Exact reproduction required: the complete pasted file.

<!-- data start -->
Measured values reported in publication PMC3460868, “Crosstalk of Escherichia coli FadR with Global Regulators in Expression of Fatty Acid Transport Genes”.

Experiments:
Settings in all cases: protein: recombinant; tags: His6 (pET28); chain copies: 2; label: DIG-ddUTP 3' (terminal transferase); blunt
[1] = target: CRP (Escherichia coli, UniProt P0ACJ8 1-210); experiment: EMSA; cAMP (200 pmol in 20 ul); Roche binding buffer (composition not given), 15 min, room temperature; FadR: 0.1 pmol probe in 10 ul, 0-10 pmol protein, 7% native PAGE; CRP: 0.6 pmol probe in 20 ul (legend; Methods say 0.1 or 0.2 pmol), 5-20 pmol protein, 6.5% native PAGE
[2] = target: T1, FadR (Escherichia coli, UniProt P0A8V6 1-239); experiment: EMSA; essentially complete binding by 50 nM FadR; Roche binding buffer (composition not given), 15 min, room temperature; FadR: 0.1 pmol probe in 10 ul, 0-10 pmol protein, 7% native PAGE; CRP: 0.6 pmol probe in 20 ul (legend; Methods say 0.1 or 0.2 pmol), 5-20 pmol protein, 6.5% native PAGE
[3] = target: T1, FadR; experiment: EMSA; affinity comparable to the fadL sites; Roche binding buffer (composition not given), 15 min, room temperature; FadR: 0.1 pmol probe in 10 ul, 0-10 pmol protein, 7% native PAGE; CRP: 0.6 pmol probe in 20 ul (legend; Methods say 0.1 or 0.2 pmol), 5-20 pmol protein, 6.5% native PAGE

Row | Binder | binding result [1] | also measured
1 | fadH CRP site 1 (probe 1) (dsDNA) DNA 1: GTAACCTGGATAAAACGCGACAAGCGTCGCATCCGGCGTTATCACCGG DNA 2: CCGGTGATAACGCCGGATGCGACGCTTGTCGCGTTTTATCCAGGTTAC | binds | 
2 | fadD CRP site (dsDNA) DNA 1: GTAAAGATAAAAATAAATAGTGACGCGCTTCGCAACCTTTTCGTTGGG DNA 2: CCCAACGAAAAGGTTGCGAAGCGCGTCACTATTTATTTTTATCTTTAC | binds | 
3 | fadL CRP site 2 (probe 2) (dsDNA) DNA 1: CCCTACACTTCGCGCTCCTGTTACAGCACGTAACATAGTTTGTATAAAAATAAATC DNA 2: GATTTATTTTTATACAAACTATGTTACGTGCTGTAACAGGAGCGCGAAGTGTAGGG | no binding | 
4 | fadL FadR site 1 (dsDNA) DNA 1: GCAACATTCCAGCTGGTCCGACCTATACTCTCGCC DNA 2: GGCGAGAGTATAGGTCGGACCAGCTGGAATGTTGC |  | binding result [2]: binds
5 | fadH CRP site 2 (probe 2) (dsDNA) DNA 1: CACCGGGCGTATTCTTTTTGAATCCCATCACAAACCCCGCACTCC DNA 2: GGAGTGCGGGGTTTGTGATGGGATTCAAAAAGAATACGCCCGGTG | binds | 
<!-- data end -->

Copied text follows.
Measured values reported in publication PMC3460868, “Crosstalk of Escherichia coli FadR with Global Regulators in Expression of Fatty Acid Transport Genes”.

Experiments:
Settings in all cases: protein: recombinant; tags: His6 (pET28); chain copies: 2; label: DIG-ddUTP 3' (terminal transferase); blunt
[1] = target: CRP (Escherichia coli, UniProt P0ACJ8 1-210); experiment: EMSA; cAMP (200 pmol in 20 ul); Roche binding buffer (composition not given), 15 min, room temperature; FadR: 0.1 pmol probe in 10 ul, 0-10 pmol protein, 7% native PAGE; CRP: 0.6 pmol probe in 20 ul (legend; Methods say 0.1 or 0.2 pmol), 5-20 pmol protein, 6.5% native PAGE
[2] = target: T1, FadR (Escherichia coli, UniProt P0A8V6 1-239); experiment: EMSA; essentially complete binding by 50 nM FadR; Roche binding buffer (composition not given), 15 min, room temperature; FadR: 0.1 pmol probe in 10 ul, 0-10 pmol protein, 7% native PAGE; CRP: 0.6 pmol probe in 20 ul (legend; Methods say 0.1 or 0.2 pmol), 5-20 pmol protein, 6.5% native PAGE
[3] = target: T1, FadR; experiment: EMSA; affinity comparable to the fadL sites; Roche binding buffer (composition not given), 15 min, room temperature; FadR: 0.1 pmol probe in 10 ul, 0-10 pmol protein, 7% native PAGE; CRP: 0.6 pmol probe in 20 ul (legend; Methods say 0.1 or 0.2 pmol), 5-20 pmol protein, 6.5% native PAGE

Row | Binder | binding result [1] | also measured
1 | fadH CRP site 1 (probe 1) (dsDNA) DNA 1: GTAACCTGGATAAAACGCGACAAGCGTCGCATCCGGCGTTATCACCGG DNA 2: CCGGTGATAACGCCGGATGCGACGCTTGTCGCGTTTTATCCAGGTTAC | binds | 
2 | fadD CRP site (dsDNA) DNA 1: GTAAAGATAAAAATAAATAGTGACGCGCTTCGCAACCTTTTCGTTGGG DNA 2: CCCAACGAAAAGGTTGCGAAGCGCGTCACTATTTATTTTTATCTTTAC | binds | 
3 | fadL CRP site 2 (probe 2) (dsDNA) DNA 1: CCCTACACTTCGCGCTCCTGTTACAGCACGTAACATAGTTTGTATAAAAATAAATC DNA 2: GATTTATTTTTATACAAACTATGTTACGTGCTGTAACAGGAGCGCGAAGTGTAGGG | no binding | 
4 | fadL FadR site 1 (dsDNA) DNA 1: GCAACATTCCAGCTGGTCCGACCTATACTCTCGCC DNA 2: GGCGAGAGTATAGGTCGGACCAGCTGGAATGTTGC |  | binding result [2]: binds
5 | fadH CRP site 2 (probe 2) (dsDNA) DNA 1: CACCGGGCGTATTCTTTTTGAATCCCATCACAAACCCCGCACTCC DNA 2: GGAGTGCGGGGTTTGTGATGGGATTCAAAAAGAATACGCCCGGTG | binds | 